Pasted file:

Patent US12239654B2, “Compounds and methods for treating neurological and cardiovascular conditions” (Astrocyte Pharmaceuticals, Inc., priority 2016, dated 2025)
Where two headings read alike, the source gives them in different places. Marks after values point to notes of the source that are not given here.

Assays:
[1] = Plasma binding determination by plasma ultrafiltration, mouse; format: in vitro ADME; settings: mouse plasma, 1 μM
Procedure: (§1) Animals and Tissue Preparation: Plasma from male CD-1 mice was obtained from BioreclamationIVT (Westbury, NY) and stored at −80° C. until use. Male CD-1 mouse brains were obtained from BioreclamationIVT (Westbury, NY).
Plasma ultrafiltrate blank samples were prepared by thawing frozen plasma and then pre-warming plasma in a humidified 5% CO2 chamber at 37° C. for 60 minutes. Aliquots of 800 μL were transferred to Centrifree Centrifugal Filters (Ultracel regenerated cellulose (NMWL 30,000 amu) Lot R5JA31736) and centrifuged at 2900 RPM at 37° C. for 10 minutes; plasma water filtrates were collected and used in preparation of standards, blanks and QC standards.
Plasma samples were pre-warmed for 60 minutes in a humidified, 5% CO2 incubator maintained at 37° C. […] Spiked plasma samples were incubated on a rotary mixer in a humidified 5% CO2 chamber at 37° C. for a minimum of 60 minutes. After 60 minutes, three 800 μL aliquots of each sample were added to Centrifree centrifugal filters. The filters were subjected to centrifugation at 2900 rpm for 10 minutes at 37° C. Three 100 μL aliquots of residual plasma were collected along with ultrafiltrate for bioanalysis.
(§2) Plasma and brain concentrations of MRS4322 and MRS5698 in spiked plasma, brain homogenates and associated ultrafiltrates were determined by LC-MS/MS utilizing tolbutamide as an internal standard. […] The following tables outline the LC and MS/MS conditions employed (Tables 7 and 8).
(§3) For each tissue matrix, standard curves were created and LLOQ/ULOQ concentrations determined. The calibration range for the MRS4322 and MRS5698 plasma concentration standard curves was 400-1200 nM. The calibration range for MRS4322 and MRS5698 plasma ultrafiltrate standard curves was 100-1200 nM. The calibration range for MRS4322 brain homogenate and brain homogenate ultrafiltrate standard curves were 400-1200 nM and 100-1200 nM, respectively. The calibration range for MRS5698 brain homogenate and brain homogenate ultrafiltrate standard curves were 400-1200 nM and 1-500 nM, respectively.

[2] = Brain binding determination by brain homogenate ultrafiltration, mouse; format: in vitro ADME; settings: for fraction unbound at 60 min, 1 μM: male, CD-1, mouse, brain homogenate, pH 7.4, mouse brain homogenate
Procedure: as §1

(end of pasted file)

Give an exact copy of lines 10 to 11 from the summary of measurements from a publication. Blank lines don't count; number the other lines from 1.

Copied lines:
[2] = Brain binding determination by brain homogenate ultrafiltration, mouse; format: in vitro ADME; settings: for fraction unbound at 60 min, 1 μM: male, CD-1, mouse, brain homogenate, pH 7.4, mouse brain homogenate
Procedure: as §1